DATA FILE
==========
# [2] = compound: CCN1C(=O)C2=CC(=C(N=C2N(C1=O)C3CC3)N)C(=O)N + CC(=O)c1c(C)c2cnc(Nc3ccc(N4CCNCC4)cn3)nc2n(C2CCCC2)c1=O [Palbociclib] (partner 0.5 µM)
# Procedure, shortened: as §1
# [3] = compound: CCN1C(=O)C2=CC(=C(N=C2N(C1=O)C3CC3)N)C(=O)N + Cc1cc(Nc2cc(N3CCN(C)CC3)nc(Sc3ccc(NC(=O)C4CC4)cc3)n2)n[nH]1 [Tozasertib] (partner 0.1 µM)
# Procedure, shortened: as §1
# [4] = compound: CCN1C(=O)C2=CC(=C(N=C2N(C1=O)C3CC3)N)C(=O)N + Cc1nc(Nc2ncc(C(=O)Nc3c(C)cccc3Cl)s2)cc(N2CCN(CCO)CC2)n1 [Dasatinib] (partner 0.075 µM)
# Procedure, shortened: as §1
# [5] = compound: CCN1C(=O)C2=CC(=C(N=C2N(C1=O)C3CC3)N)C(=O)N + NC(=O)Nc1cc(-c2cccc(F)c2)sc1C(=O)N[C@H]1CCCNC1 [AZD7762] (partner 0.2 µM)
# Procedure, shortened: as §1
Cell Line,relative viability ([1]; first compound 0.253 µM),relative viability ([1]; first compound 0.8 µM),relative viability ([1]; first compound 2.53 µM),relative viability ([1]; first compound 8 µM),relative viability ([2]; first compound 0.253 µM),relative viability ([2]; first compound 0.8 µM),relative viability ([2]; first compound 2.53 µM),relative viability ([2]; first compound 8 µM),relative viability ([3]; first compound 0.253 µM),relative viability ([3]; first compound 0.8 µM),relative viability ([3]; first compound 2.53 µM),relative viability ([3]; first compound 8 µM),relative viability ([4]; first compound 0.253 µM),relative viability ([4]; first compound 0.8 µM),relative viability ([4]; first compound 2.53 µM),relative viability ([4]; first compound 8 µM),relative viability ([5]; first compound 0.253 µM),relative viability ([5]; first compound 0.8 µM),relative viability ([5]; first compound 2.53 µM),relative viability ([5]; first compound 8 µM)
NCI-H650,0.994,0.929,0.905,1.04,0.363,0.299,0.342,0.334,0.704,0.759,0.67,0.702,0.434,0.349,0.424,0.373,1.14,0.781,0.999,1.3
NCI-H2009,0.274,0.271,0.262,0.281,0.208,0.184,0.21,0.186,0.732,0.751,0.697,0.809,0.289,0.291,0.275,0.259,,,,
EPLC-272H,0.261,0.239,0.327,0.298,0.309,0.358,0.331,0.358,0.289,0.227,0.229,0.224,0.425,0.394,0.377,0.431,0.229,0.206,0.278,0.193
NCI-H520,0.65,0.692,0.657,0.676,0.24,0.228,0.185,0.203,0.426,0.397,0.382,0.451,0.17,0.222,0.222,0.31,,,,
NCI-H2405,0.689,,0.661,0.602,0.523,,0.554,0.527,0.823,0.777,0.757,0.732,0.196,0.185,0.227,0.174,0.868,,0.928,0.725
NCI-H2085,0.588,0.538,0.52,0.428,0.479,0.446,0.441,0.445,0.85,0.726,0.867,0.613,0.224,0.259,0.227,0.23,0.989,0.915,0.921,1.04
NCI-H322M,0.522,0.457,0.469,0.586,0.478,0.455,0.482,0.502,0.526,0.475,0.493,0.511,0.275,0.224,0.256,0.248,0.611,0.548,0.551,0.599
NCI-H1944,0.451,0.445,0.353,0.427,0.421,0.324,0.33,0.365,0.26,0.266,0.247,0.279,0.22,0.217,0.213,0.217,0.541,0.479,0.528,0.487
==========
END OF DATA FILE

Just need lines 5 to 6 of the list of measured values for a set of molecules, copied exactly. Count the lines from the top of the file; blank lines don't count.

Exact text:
# [4] = compound: CCN1C(=O)C2=CC(=C(N=C2N(C1=O)C3CC3)N)C(=O)N + Cc1nc(Nc2ncc(C(=O)Nc3c(C)cccc3Cl)s2)cc(N2CCN(CCO)CC2)n1 [Dasatinib] (partner 0.075 µM)
# Procedure, shortened: as §1